Pittsburgh has to figure a way to get to Kyle Orton on Monday night. One player who might be able to help the Steelers' cause is LaMarr Woodley.
Woodley has been quiet in his second season as the Steelers' starting left outside linebacker with just two sacks in seven games. He had 11.5 in 15 regular-season games in 2008 and has two in each of his four postseason games, becoming the only player in NFL history to accomplish that feat.
Woodley will square off against Chicago's Tyler Polumbus, who will be making his first NFL start at right tackle for injured Ryan Harris. Woodley said he hopes to do what he has not done often this season — take advantage of his opportunities. He missed Brett Favre once in his past game and got him another time, only to have it canceled by a false start. Offensive tackles, he said, are "kicking back" to try to deny his rush.
"I have to find a way to get past that," Woodley said. "When I find a way to get past that — it's still a long season — it's really going to get dangerous."
On the other side, James Harrison also started 2009 off slowly with no sacks in the first two games. He has eight in the past five games and is now on pace to top his team record of 16 last season, when he earned NFL Defensive Player of the Year honors.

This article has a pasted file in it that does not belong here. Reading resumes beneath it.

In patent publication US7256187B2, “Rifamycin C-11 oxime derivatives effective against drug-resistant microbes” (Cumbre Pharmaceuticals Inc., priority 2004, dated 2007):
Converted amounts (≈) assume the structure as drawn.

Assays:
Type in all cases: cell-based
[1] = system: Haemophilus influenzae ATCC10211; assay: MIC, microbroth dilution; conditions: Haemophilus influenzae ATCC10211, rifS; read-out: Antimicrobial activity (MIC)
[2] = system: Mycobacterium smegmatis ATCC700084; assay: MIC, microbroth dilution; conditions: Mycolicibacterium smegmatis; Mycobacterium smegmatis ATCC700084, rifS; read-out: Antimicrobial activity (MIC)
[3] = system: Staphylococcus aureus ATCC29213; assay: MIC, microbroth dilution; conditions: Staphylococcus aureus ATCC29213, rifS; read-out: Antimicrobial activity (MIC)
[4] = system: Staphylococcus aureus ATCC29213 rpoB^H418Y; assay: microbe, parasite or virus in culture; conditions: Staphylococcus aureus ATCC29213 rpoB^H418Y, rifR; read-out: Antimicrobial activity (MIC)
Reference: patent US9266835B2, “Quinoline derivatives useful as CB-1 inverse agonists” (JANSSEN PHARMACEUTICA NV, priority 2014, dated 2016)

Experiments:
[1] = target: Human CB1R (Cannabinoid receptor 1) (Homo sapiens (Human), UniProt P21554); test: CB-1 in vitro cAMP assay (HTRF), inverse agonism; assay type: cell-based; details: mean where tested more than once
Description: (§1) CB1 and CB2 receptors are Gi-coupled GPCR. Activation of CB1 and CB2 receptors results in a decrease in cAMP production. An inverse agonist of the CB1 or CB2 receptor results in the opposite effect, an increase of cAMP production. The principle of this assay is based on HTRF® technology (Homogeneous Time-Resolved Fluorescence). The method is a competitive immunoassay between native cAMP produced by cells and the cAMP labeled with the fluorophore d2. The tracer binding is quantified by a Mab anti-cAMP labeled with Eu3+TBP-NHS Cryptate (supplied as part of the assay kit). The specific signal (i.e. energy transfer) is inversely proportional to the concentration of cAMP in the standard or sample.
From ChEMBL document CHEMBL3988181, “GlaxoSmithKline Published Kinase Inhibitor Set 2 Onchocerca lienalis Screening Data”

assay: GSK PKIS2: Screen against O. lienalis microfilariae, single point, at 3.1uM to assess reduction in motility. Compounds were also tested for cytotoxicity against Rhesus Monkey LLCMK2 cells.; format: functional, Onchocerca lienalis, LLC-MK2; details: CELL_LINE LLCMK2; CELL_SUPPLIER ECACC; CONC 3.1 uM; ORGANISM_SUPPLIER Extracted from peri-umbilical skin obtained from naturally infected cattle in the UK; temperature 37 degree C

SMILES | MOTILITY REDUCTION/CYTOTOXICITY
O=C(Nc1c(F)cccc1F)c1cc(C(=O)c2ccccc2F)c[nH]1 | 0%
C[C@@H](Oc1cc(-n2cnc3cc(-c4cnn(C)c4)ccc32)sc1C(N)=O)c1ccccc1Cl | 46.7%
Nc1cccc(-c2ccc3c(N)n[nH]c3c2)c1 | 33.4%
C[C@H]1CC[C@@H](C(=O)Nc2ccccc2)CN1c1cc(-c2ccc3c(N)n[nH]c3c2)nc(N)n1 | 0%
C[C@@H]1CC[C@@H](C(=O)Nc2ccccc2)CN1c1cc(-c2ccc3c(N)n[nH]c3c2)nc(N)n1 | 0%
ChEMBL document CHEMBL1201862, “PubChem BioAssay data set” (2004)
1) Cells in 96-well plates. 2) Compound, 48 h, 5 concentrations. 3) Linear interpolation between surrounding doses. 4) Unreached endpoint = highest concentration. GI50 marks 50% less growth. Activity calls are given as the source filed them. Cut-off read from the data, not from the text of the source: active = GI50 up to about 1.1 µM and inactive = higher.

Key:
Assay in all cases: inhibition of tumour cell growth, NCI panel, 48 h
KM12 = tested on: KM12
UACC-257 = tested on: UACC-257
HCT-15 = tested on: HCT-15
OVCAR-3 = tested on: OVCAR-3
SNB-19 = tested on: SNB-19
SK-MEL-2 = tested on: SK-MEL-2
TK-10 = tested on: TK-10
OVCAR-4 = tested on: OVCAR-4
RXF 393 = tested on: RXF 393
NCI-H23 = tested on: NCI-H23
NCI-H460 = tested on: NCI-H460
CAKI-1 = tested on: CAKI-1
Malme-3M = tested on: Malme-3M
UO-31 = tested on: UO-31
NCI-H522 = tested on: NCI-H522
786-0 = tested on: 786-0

Woodley believes he and Harrison, who combined for a team-record 27.5 sacks as a duo, would have even more if they were allowed to rush the passer the way some 3-4 outside linebackers do.
"I don't take anything away from other outside linebackers, but if we rush as many times as anybody else, we'd have a lot of sacks out there," Woodley said. "But we actually do more. Whether its covering receivers, tight ends, running backs out of the backfield, find the quarterback, we pretty much do it all."

Broncos:
Eddie Royal's decline this season is a much bigger deal outside the Denver Broncos' offices than inside the team facility.
Royal is on pace for less than 400 yards receiving this year, a season in which he was supposed to have big numbers in an offense that seemed well suited for him. Royal has more than three catches or 20 yards in only one of Denver's seven games.
"I sit up here and say the same thing every week — the ball goes to the guy that is open, or at least that's what we're trying to do," coach Josh McDaniels said. "It's not always their fault, sometimes coverage dictates we go somewhere else. Like the San Diego game, (Tony) Scheffler has 100-some yards receiving, and that's because of the way they played us."
Royal's one big game was a 10-catch, 90-yard outing against New England, and McDaniels said that sums up the Broncos' philosophy. Coverage dictated Royal get the ball, and he did.
"As long as we're trying to move the ball the right way and not turning it over and taking care of it, we're going to keep spreading it around and trying to give it to who deserves it based on what they're doing against us," McDaniels said. "In the New England game, they dictated we throw over there a bunch, and it helped us win."
The Broncos will continue to spread the ball around, which will make it tough to predict which receiver is in line for a big game.
"We'll continue to try to get everyone better and involved in the offense and put them in a position to make plays, but we're not going to beat our head in the wall to try to do it," McDaniels said. PREDICTION: Steelers 24-17